Enterprises are flooded daily with information from every part of their business, generated from email, social media, websites, mobile apps, and more.
Industry estimates peg data growth at between 30% and 50% annually, resulting in not just terabytes but petabytes of data for many organisations. The problem is clearly not a lack of data. Instead, businesses are suffering from a lack of the "right" data.
In a recent Accenture Analytics survey of 600 executives representing large organisations in the UK and US, just 40% said their current analytics programs are able to identify actionable data. And only 20% are "very satisfied" with the business outcomes from their existing analytics programs. These are underwhelming responses to say the least.
Having the right data helps enterprises make better decisions. Getting it, however, requires a fundamental shift in how applications are built, configured, instrumented and updated. While applications must meet functionality needs, they also need to be designed to deliver data that answers the enterprise’s key questions.
The need for enterprises to “design for analytics” is identified in the Accenture Technology Vision 2013 report – a look at the future of enterprise IT – as one of the key ways companies can take advantage of technology and software to improve their competitiveness, operations and business results.
View data as a supply chain, not a warehouse
Many companies capture data without specific questions in mind. So, when data is analysed as inputs for strategic business decisions – such as entering a new market or pricing a new product – glaring information gaps can arise that result in missed opportunities.
Technology is no longer the barrier; it’s about having the strategic foresight to formulate the right questions. The result is the first stage of a data supply chain, where applications serve not only the users, but the business as it seeks answers to its most important questions.
To shift the focus from designing applications for function to designing them for analytics, CIOs can begin the process by doing the following.
Figuring out not only how to collect data, but how to create it
Many software suppliers are already making it easier with application programming interfaces (APIs) that allow data to be more easily extracted from software products, including software applications. This puts the onus on companies to figure out what data they should be gathering from their systems to answer the company’s most critical questions.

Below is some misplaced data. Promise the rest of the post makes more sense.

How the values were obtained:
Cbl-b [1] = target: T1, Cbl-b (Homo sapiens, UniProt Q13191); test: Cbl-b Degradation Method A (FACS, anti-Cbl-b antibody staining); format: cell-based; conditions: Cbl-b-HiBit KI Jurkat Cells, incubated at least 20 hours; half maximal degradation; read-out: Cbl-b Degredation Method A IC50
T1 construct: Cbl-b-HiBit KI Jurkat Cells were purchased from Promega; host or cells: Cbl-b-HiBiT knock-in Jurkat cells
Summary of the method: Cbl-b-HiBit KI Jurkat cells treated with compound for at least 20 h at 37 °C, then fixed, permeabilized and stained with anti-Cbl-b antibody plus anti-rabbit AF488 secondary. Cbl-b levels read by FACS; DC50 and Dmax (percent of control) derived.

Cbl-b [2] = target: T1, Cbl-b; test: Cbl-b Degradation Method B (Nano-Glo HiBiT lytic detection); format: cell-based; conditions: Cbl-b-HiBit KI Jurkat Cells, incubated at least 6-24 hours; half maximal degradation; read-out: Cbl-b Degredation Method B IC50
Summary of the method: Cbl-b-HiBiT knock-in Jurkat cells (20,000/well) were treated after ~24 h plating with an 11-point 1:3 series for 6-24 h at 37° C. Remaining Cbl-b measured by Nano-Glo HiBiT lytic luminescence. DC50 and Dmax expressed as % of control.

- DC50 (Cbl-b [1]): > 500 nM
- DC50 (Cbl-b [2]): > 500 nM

Some companies are also adding instrumentation to their custom applications, designing teams to collect and report transactions, activities or logs, and using sensor technology to fill data gaps as they arise.
As an example, UPS developed a system of in-vehicle sensors and handheld computers to track information about its shipments and the movements of its vehicles. UPS found that making left turns (in the US) slowed deliveries and increased fuel costs – information that resulted in a savings of nine million gallons of fuel annually.
Quantifying consumers and the enterprise
The ability to cultivate and harvest information for sales and marketing represents a rich opportunity for companies to grab data needed to resolve questions about consumers that have long gone unanswered.
With industry estimates projecting anywhere between 30 and 50 billion connected devices by 2020, there is and will be an abundance of data generated through various social media, mobile capabilities and sensor technology, as well as unstructured data. But companies need to determine the right data for them and then initiate the processes for acquiring it.
Creating a data supply chain
Once the right data is identified, it should be treated like automobile components from multiple suppliers that come together on an assembly line.
Data can be manipulated as it filters through the supply chain, added to other pieces of data, updated with more recent data, and transformed into new products.
By collecting data with the end purpose in mind, companies harvest better data and greater insight – and can later revisit their questions on a periodic basis to access new data as changing business conditions and strategies dictate.
Changing the corporate culture
This means making the enterprise culture more insight-driven by blurring the lines between business functions and IT, and championing the drive to collect better, fresher data.
By deploying these capabilities, businesses will get closer to the goal of being completely insight-driven. This means evolving applications and products beyond user functionality and having them actively feed analytics so as to produce not just more data, but the kind of data that will answer the business’s most important questions.
Paul Daugherty is chief technology officer at Accenture.
To read more about Design for Analytics, download the Accenture Technology Vision 2013 report here.
This was first published in October 2013